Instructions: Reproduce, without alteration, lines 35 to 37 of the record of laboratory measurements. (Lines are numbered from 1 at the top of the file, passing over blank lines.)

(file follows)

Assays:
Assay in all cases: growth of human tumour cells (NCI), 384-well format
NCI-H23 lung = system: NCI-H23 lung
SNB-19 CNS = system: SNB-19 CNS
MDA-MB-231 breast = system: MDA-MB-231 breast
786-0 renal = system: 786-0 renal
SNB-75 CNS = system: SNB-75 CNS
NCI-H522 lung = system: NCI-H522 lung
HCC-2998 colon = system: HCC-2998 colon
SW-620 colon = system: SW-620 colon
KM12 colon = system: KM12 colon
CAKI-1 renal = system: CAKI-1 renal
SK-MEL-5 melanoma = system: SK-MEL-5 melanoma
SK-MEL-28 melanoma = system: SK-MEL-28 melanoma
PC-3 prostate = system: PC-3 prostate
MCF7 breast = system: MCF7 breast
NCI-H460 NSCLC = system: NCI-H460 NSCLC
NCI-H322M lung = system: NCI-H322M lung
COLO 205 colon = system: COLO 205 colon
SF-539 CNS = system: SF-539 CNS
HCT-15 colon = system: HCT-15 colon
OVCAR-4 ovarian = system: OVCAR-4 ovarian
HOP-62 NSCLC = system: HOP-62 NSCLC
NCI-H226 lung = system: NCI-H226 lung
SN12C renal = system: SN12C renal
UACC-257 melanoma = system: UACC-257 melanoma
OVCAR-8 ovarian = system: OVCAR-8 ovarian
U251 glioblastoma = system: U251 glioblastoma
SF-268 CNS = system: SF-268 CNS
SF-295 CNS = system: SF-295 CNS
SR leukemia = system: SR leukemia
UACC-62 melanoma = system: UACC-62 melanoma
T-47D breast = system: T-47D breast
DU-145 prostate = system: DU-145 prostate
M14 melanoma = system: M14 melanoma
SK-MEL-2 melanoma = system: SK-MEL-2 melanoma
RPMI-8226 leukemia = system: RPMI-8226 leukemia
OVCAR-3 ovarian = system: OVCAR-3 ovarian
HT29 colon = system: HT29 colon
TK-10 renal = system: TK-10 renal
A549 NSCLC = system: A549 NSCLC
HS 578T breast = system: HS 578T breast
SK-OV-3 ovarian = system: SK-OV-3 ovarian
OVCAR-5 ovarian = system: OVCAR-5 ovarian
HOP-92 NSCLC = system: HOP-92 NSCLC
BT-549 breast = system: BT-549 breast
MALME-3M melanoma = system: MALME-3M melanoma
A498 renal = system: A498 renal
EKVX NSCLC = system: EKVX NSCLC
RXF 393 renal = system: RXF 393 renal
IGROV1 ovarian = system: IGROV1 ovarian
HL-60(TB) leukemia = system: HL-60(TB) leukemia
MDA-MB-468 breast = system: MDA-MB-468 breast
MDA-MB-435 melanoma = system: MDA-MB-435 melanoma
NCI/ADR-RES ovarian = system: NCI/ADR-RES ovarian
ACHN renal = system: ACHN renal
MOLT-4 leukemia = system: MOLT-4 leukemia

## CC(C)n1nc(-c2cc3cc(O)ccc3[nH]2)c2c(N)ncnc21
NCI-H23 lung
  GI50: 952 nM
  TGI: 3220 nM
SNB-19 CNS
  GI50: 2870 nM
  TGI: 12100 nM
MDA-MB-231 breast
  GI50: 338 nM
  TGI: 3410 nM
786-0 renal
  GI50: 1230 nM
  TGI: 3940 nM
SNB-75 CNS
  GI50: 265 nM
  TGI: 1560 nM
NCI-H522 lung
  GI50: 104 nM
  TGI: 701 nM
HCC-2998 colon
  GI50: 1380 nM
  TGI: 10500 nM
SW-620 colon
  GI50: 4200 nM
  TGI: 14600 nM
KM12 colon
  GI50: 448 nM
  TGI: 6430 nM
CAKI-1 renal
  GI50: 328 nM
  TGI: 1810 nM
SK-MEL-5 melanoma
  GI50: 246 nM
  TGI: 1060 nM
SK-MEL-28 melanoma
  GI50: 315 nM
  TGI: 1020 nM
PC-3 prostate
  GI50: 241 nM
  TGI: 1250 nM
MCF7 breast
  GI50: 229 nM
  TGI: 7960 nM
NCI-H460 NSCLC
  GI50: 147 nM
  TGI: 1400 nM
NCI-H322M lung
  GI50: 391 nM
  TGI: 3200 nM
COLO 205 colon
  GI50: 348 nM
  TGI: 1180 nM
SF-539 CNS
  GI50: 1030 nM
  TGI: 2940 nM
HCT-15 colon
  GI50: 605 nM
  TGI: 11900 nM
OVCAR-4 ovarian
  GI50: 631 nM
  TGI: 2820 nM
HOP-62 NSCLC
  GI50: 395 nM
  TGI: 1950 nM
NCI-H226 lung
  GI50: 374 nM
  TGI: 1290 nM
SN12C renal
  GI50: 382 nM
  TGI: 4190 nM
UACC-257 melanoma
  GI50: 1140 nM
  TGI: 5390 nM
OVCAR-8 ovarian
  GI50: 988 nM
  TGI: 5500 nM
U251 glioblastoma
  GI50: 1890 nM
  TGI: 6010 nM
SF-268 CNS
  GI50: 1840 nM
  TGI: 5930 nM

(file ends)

M14 melanoma = system: M14 melanoma
SK-MEL-2 melanoma = system: SK-MEL-2 melanoma
RPMI-8226 leukemia = system: RPMI-8226 leukemia